One of the busiest spectral survey instruments operated right now is the Large Sky Area Multi-Object Fiber Spectrograph Telescope (LAMOST). And its data in the VO, more or less: DR2 and DR3 have been brought into the VO by our Czech colleagues, but since they currently lack resources to update their services to the latest releases, they have kindly given me their DaCHS resource descriptor, and so I had a head start for publishing DR5 in Heidelberg.
With some minor updates, here it is now: Over nine million medium-resolution spectra covering large parts of the northen sky – the spatial coverage is like this:
There’s lots of fun to be had with this; of course, there’s an SSA service, so when you point Aladin or Splat at some part of the covered sky and look for spectra, chances are you’ll see LAMOST spectra, and when working on some of our tutorials (this one, for example), it happened that LAMOST actually had what I was looking for when writing them.
But I’d like to use the opportunity to mention two other modes of accessing the data.
Tablesample and TOPCAT’s Plot Table activation action
Say you’d like to look at spectra of M stars and would like to have some sample from across the sky, fire up TOPCAT, point its TAP client the GAVO DC TAP service (http://dc.g-vo.org/tap) and run something like
select ssa_pubDID, accref, raj2000, dej2000, ssa_targsubclass from lamost5.data tablesample(1) where ssa_targsubclass like 'M%'
This is using the TABLESAMPLE modifier in the from clause, which isn’t standard ADQL yet. As mentioned in the DaCHS 1.4 announcement, DaCHS has a prototype implementation of what’s been discussed on the IVOA’s DAL mailing list: pick a part of a table rather than the full one. It takes a percentage as an argument, and tells the server to choose about this percentage of the table’s records using a reasonable and fast heuristic. Note that this won’t give you perfect statistical sampling, but if it’s not “good enough” for some purpose, I’d like to learn about that purpose.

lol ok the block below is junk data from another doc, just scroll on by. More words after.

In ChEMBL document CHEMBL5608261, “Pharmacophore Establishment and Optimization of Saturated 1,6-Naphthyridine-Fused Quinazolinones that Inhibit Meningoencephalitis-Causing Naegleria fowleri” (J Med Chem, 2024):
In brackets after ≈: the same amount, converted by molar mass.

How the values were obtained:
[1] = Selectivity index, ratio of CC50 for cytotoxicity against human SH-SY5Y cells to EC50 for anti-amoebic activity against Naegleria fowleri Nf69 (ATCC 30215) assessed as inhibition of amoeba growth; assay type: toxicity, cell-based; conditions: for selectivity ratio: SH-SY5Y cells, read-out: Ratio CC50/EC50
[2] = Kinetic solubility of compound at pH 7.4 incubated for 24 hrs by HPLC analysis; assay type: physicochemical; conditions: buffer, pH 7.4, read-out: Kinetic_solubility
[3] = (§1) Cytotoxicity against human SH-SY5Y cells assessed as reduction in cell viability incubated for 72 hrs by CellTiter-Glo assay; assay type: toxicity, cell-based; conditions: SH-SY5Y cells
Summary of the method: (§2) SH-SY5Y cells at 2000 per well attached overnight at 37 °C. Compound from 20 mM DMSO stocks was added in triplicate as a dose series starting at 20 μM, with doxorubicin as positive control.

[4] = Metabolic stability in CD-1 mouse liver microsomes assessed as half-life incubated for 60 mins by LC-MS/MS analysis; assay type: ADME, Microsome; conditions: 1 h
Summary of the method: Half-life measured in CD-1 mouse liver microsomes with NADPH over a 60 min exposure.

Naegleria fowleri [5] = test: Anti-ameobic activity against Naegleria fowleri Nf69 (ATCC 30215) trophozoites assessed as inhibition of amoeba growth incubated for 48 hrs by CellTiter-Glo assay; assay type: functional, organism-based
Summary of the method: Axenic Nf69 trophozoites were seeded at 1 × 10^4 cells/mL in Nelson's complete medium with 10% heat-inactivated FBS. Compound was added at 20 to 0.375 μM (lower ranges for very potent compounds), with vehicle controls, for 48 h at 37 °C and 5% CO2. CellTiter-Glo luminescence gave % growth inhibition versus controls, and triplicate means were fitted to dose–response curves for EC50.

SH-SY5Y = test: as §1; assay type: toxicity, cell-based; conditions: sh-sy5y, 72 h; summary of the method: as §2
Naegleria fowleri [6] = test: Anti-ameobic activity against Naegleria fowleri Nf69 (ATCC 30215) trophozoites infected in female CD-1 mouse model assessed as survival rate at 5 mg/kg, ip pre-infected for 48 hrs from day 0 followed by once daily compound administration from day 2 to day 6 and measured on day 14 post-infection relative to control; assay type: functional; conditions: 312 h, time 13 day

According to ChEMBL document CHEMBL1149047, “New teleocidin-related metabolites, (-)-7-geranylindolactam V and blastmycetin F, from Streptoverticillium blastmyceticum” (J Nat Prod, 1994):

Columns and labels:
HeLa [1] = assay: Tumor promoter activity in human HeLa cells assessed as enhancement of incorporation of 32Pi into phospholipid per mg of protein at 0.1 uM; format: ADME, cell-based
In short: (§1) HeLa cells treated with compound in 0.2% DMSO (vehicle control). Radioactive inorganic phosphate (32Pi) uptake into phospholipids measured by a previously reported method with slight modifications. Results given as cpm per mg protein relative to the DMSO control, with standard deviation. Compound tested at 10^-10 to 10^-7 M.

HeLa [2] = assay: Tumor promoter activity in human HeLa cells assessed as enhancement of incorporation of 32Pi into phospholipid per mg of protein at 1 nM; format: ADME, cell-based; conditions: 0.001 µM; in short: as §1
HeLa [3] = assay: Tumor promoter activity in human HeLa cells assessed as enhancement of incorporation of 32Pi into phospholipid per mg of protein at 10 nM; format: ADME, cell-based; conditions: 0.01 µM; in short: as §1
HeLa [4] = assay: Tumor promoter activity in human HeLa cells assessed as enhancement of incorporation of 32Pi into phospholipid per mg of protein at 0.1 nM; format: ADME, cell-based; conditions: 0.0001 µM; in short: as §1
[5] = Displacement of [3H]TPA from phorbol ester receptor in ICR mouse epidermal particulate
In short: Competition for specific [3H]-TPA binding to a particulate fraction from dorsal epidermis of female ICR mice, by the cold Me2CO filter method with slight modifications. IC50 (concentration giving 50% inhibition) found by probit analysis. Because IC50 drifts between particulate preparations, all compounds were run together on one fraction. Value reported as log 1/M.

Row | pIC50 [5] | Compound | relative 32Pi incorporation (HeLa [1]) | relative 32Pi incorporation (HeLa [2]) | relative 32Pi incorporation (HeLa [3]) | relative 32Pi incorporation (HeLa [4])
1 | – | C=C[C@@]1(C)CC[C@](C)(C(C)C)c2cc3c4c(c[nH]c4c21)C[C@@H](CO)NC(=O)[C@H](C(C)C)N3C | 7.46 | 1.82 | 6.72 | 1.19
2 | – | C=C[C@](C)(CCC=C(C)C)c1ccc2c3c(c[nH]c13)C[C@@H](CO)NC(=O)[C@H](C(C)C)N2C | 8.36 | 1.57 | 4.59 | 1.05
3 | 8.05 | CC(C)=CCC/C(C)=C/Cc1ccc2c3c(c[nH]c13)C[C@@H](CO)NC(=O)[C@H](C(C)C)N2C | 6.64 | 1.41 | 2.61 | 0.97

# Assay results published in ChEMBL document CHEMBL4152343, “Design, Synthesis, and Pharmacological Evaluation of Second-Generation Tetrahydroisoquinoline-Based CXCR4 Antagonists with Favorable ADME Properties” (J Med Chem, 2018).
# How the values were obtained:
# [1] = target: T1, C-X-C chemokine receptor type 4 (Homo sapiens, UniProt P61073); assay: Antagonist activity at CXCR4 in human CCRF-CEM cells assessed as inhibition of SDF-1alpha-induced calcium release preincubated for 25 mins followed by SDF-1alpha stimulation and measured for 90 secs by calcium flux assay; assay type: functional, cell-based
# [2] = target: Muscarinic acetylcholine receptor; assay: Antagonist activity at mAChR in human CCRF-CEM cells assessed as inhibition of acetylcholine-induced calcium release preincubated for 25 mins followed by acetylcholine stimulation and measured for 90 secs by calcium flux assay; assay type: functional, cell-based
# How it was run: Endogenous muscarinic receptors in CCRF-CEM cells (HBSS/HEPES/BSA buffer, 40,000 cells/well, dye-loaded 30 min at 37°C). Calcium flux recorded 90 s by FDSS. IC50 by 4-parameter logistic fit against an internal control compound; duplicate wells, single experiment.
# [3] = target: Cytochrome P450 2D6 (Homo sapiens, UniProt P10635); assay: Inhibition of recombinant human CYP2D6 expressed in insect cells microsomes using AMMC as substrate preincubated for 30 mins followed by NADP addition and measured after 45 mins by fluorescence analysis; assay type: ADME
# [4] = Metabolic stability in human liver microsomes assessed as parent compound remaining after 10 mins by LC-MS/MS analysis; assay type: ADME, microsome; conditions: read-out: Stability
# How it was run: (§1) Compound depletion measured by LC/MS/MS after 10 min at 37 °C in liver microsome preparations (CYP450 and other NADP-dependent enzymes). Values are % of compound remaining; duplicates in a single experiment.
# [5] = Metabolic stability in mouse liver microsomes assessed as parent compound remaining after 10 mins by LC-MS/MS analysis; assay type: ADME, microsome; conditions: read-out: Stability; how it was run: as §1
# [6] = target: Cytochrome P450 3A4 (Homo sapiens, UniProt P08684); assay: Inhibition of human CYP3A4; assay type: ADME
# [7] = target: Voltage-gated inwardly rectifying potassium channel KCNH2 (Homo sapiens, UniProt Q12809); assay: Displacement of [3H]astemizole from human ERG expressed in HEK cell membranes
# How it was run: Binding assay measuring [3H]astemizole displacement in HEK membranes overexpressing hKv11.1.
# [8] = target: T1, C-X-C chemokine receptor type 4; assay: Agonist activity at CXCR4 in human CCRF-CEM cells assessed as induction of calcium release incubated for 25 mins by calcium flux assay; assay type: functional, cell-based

Drawing a proper statistical sample, on the other hand, would take minutes on the GAVO database server – with tablesample, I had the roughly 6000 spectra the above query returns essentially instantaneously, and from eyeballing a sky plot of them, I’d say their distribution is close enough to that of the full DR5. So: tablesample is your friend.
For a quick look at the spectra themselves, in TOPCAT click Views/Activation Actions, check “Plot Table” and make sure TOPCAT proposes the accref column as “Table Location” (if you don’t see these items, update your TOPCAT – it’s worth it). Now click on a row or perhaps a dot on a plot and behold an M spectrum.
Cutouts via Datalink
LAMOST releases spectra in FITS format pretty much like the ones you may know from SDSS. The trick above works because we instead hand out proper, IVOA Spectral Data Model-compliant spectra through SSA and TAP. However, if you need to go back to the original files, you can, using Datalink. If you’re unsure what this Datalink thing is: call me vain, but I still like my 2015 ADASS poster explaining that. In TOPCAT, you’d be using the “Invoke Service” activation action to get to the datalinks.
If you have actual work to do, offloading repetetive work to the computer is what you want, and fortunately, pyVO knows about datalink, too. I give you this is hard to discover so far, and the interface is… a tiny bit clunky. Until some kind soul cleans up the pyVO datalink act, a poster Stefan and I showed at the 2017 ADASS might give you an idea which buttons to press. Or read on and see how things work for LAMOST5.